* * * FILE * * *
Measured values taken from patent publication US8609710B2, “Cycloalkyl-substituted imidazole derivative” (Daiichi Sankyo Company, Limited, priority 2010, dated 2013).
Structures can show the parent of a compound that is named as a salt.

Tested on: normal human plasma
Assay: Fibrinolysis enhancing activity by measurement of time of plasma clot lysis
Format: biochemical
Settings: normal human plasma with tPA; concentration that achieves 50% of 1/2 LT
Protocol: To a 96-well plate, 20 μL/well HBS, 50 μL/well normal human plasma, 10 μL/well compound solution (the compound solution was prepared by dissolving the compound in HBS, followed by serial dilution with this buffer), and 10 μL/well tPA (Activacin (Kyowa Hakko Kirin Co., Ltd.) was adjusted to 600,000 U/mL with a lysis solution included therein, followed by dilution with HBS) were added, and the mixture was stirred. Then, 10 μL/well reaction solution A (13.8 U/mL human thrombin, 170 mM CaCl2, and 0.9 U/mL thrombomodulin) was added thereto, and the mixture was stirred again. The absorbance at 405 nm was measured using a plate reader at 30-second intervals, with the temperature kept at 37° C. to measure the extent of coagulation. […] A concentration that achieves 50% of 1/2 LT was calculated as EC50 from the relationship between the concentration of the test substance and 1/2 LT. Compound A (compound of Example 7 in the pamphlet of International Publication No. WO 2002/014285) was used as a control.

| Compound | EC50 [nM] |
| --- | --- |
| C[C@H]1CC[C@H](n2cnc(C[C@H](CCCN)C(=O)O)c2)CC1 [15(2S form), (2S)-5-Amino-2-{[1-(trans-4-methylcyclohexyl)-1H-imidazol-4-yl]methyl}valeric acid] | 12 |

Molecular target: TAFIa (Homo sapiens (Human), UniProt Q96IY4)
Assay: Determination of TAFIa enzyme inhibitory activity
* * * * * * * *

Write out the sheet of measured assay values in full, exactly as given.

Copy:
Measured values taken from patent publication US8609710B2, “Cycloalkyl-substituted imidazole derivative” (Daiichi Sankyo Company, Limited, priority 2010, dated 2013).
Structures can show the parent of a compound that is named as a salt.

Tested on: normal human plasma
Assay: Fibrinolysis enhancing activity by measurement of time of plasma clot lysis
Format: biochemical
Settings: normal human plasma with tPA; concentration that achieves 50% of 1/2 LT
Protocol: To a 96-well plate, 20 μL/well HBS, 50 μL/well normal human plasma, 10 μL/well compound solution (the compound solution was prepared by dissolving the compound in HBS, followed by serial dilution with this buffer), and 10 μL/well tPA (Activacin (Kyowa Hakko Kirin Co., Ltd.) was adjusted to 600,000 U/mL with a lysis solution included therein, followed by dilution with HBS) were added, and the mixture was stirred. Then, 10 μL/well reaction solution A (13.8 U/mL human thrombin, 170 mM CaCl2, and 0.9 U/mL thrombomodulin) was added thereto, and the mixture was stirred again. The absorbance at 405 nm was measured using a plate reader at 30-second intervals, with the temperature kept at 37° C. to measure the extent of coagulation. […] A concentration that achieves 50% of 1/2 LT was calculated as EC50 from the relationship between the concentration of the test substance and 1/2 LT. Compound A (compound of Example 7 in the pamphlet of International Publication No. WO 2002/014285) was used as a control.

| Compound | EC50 [nM] |
| --- | --- |
| C[C@H]1CC[C@H](n2cnc(C[C@H](CCCN)C(=O)O)c2)CC1 [15(2S form), (2S)-5-Amino-2-{[1-(trans-4-methylcyclohexyl)-1H-imidazol-4-yl]methyl}valeric acid] | 12 |

Molecular target: TAFIa (Homo sapiens (Human), UniProt Q96IY4)
Assay: Determination of TAFIa enzyme inhibitory activity